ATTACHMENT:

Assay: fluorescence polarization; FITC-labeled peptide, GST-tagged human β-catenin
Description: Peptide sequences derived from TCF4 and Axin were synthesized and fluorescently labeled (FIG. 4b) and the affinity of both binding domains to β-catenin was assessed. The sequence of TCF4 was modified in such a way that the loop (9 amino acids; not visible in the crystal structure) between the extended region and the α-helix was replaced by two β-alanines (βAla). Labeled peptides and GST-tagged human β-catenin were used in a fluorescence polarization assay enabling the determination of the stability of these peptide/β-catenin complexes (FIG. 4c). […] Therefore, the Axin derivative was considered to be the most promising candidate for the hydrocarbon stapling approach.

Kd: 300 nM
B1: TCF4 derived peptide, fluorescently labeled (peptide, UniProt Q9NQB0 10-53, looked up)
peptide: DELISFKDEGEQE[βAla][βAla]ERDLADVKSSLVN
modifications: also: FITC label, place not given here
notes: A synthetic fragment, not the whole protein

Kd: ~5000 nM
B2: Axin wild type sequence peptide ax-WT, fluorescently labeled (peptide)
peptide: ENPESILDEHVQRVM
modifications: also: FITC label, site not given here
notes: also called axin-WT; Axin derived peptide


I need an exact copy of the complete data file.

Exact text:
Assay: fluorescence polarization; FITC-labeled peptide, GST-tagged human β-catenin
Description: Peptide sequences derived from TCF4 and Axin were synthesized and fluorescently labeled (FIG. 4b) and the affinity of both binding domains to β-catenin was assessed. The sequence of TCF4 was modified in such a way that the loop (9 amino acids; not visible in the crystal structure) between the extended region and the α-helix was replaced by two β-alanines (βAla). Labeled peptides and GST-tagged human β-catenin were used in a fluorescence polarization assay enabling the determination of the stability of these peptide/β-catenin complexes (FIG. 4c). […] Therefore, the Axin derivative was considered to be the most promising candidate for the hydrocarbon stapling approach.

Kd: 300 nM
B1: TCF4 derived peptide, fluorescently labeled (peptide, UniProt Q9NQB0 10-53, looked up)
peptide: DELISFKDEGEQE[βAla][βAla]ERDLADVKSSLVN
modifications: also: FITC label, place not given here
notes: A synthetic fragment, not the whole protein

Kd: ~5000 nM
B2: Axin wild type sequence peptide ax-WT, fluorescently labeled (peptide)
peptide: ENPESILDEHVQRVM
modifications: also: FITC label, site not given here
notes: also called axin-WT; Axin derived peptide